To be effective and autonomous requires Conscious Use of Self. How mindful are you of your needs, wants, skills, fears, and beliefs?

Are you more autonomous than you were previously? If so, how are you using that autonomy?

Would you like to be more autonomous? In what way? What do you need to do to make that happen?

How can you help the people around you to be more autonomous?

What frightens you about autonomy? Does it feel like chaos?

The seasons are changing this week. What changes can you make in this area?

Creativity, Problem Solving and Apple Pie with Cheddar Cheese


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I don’t like salads with apples in them.

I just don’t. It’s a quirk, I admit it. I love apples, though, and the handy-dandy apple slicer that you place over your apple and push down to core and slice your apple in one easy motion changed my eating habits forever. (That and my salad spinner.)

So why would I even think about, much less LOVE, a grilled steak and cheese sandwich with sliced apples in it?

Well, I was making lunch the other day and looking for inspiration in the refrigerator. I found the remains of a piece of steak, some cheddar cheese, and some good bread. Sounded like a good sandwich to me. I wanted to put something green in it to give it a little zip, though, and I didn’t have any greens. (OK, I did, but they weren’t green any more and they were in the garbage.) But I did have some apples (Granny Smiths, to be exact).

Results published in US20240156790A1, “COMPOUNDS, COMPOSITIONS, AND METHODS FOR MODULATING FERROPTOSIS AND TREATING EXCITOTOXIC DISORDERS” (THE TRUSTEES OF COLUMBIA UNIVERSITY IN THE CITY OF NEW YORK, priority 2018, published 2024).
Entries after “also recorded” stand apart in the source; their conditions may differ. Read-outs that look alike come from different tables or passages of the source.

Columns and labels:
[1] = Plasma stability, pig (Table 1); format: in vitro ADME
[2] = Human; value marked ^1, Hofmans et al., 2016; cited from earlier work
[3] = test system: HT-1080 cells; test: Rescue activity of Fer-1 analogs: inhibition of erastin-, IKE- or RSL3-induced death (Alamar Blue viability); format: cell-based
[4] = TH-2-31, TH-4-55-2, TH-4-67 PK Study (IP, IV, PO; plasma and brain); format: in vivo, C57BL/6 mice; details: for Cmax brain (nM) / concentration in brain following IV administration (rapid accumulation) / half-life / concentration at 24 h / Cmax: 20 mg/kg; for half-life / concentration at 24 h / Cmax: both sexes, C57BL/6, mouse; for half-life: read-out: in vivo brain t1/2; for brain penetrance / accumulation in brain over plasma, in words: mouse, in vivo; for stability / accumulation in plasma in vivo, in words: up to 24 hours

What made me think about slicing an apple ever so thinly and putting some slices in my sandwich? I don’t know, aside from the fact that I hadn’t eaten an apple in a while and I didn’t want to have a plain bread-and-meat-and-cheese sandwich. I wanted something just a little healthier. I thought about the apples in the fridge, and at first I thought, “Eeeew.” But then I thought about apple pie with cheddar cheese on it, and I thought about a nice grilled sandwich, and I decided to give it a try.

That was a darn good sandwich! Everything was nicely warmed through and the cheese was nice and gooey and the apples weren’t hard and cold and edgy; they were warm but still crisp and apple-y. In fact, it was so good that I made it again the next day and it was good the second time, too.

It’s not about my food habits and quirky tastes. It’s about creativity.

You might be wondering why I’m telling you this. It’s not about my food habits and quirky tastes. It’s about creativity. And about being willing to try something new.